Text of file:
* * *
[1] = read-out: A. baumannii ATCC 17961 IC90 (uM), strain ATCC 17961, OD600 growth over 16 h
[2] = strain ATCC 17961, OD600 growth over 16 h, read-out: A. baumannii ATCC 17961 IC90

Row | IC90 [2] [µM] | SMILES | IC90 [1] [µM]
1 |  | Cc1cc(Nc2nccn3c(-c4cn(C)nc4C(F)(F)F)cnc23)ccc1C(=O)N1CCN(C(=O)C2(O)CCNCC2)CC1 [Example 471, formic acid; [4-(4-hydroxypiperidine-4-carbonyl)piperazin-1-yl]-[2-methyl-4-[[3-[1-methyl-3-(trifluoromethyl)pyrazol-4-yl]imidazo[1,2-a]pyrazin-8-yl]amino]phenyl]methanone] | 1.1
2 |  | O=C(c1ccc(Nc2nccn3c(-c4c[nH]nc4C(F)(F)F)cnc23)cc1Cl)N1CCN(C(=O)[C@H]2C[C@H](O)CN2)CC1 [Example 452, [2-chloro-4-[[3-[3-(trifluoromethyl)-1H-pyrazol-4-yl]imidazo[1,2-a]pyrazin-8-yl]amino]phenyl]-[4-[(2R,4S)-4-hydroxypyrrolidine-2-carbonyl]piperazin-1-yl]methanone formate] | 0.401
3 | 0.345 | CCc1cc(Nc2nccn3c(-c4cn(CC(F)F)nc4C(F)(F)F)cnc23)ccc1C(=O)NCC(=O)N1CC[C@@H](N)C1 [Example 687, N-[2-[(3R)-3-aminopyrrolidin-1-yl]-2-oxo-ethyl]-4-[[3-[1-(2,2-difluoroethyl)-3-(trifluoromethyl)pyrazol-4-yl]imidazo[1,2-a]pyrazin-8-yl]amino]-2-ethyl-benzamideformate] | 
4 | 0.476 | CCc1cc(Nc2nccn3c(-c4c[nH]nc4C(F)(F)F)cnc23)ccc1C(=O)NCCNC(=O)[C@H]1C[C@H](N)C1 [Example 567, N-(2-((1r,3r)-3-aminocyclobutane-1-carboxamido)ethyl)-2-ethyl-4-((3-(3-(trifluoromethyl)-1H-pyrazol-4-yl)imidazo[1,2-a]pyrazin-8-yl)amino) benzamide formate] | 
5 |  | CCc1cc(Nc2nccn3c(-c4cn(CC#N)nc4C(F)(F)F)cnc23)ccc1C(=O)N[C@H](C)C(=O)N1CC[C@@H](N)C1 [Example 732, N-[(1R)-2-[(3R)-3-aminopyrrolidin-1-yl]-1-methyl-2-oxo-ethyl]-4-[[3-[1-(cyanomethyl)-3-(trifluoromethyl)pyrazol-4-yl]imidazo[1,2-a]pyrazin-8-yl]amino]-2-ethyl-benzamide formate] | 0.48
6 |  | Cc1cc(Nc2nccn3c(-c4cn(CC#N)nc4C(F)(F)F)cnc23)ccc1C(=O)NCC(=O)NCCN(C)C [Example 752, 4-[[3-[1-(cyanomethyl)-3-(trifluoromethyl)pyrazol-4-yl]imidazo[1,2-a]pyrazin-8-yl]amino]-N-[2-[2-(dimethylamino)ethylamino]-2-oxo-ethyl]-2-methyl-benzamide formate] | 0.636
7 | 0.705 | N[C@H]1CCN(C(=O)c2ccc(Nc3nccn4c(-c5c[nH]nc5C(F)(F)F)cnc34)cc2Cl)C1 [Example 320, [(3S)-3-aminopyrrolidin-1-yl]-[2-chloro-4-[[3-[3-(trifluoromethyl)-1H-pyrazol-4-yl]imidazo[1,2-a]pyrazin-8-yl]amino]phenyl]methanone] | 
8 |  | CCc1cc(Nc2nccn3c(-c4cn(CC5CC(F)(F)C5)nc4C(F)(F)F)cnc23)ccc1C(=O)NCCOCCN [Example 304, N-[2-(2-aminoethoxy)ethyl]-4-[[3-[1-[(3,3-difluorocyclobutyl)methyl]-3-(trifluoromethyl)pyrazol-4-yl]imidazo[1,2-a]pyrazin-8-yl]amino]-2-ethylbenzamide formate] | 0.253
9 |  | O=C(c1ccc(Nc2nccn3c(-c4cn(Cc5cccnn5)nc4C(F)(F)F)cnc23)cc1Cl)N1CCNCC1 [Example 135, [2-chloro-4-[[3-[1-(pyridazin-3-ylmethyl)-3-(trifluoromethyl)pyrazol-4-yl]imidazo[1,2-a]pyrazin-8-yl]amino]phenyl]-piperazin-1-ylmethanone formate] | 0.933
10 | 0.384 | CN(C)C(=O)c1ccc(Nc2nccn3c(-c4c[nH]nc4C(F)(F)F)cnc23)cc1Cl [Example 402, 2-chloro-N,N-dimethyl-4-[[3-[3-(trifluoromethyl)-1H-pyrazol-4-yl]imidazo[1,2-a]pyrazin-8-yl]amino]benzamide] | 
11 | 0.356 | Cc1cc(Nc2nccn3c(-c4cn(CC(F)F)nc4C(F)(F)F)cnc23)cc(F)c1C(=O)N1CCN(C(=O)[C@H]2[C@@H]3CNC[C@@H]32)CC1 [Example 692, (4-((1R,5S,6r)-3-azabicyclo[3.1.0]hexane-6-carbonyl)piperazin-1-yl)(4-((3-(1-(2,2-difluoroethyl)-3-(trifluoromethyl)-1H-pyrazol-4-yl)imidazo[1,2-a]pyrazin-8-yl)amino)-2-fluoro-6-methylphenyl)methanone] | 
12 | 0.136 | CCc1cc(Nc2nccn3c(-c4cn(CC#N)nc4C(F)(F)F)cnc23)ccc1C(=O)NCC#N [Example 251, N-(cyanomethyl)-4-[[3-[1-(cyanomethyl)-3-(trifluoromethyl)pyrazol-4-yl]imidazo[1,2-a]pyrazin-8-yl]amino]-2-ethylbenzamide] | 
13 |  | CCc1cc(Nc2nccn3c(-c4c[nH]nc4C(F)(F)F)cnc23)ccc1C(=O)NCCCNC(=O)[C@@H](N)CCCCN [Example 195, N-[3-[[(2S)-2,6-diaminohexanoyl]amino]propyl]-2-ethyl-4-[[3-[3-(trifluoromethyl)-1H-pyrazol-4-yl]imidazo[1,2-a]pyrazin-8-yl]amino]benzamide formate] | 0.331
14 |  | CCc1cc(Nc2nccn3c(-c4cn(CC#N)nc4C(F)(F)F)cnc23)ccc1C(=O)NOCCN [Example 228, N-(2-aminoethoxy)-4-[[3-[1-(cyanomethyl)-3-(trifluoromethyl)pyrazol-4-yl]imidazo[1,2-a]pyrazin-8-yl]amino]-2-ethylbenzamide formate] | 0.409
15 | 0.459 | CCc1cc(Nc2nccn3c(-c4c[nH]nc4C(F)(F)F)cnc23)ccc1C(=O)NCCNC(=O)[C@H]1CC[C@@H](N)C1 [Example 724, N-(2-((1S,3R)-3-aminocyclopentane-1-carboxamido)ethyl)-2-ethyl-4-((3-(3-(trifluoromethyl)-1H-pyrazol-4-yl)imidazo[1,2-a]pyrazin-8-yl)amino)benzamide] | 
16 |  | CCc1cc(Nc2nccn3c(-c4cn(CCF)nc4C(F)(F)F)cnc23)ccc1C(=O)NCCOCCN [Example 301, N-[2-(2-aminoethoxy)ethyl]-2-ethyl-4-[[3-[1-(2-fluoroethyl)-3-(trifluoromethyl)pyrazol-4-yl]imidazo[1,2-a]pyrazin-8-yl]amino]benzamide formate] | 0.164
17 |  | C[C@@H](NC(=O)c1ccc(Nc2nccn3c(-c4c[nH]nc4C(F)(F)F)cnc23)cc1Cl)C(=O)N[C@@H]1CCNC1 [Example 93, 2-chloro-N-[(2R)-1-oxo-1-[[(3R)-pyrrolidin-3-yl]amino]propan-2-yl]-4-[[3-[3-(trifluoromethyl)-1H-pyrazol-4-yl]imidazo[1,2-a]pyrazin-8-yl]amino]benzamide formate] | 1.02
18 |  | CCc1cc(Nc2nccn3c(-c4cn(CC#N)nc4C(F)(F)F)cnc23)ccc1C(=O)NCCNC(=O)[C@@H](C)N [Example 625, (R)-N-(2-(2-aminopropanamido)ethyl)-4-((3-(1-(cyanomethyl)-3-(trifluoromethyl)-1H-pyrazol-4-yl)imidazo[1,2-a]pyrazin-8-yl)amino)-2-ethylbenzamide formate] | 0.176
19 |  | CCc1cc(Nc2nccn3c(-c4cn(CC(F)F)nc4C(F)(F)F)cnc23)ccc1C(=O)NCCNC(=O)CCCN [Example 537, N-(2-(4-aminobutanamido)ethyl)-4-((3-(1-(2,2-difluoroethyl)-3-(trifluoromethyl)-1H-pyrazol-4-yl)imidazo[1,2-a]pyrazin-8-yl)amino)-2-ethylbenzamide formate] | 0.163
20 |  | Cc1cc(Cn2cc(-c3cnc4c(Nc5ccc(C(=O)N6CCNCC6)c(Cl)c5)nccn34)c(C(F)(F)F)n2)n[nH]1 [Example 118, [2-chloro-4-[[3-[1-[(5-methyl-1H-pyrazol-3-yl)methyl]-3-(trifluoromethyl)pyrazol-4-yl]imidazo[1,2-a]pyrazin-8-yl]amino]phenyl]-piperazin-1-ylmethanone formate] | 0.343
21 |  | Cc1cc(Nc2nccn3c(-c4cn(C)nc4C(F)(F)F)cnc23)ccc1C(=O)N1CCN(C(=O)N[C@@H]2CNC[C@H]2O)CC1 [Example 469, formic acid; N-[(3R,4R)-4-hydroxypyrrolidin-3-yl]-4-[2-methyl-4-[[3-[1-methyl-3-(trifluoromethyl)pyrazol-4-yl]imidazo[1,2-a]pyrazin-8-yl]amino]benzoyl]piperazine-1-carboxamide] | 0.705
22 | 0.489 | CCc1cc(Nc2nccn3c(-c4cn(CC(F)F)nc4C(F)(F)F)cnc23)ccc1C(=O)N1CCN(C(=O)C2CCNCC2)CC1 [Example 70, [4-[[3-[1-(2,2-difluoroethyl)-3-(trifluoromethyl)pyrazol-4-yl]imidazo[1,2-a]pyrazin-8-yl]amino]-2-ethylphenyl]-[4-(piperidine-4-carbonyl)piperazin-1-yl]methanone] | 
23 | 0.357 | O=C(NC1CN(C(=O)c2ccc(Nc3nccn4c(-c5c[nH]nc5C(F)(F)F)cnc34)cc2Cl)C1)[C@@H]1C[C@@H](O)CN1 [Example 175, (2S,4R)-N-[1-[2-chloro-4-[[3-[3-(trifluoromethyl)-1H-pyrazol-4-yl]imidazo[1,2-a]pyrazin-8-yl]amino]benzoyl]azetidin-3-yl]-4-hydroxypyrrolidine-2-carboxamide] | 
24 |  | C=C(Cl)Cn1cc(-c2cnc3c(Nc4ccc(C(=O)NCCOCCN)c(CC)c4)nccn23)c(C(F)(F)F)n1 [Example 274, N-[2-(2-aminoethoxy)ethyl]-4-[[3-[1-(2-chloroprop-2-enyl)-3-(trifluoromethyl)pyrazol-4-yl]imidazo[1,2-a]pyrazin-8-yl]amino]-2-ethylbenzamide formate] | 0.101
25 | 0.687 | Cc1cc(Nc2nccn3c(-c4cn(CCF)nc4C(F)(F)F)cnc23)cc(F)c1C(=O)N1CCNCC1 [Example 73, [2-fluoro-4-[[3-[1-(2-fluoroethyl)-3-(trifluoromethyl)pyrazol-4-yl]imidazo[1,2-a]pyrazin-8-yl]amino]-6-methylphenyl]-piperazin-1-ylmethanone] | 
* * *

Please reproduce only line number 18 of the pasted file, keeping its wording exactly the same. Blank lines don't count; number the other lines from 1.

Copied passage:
15 | 0.459 | CCc1cc(Nc2nccn3c(-c4c[nH]nc4C(F)(F)F)cnc23)ccc1C(=O)NCCNC(=O)[C@H]1CC[C@@H](N)C1 [Example 724, N-(2-((1S,3R)-3-aminocyclopentane-1-carboxamido)ethyl)-2-ethyl-4-((3-(3-(trifluoromethyl)-1H-pyrazol-4-yl)imidazo[1,2-a]pyrazin-8-yl)amino)benzamide] | 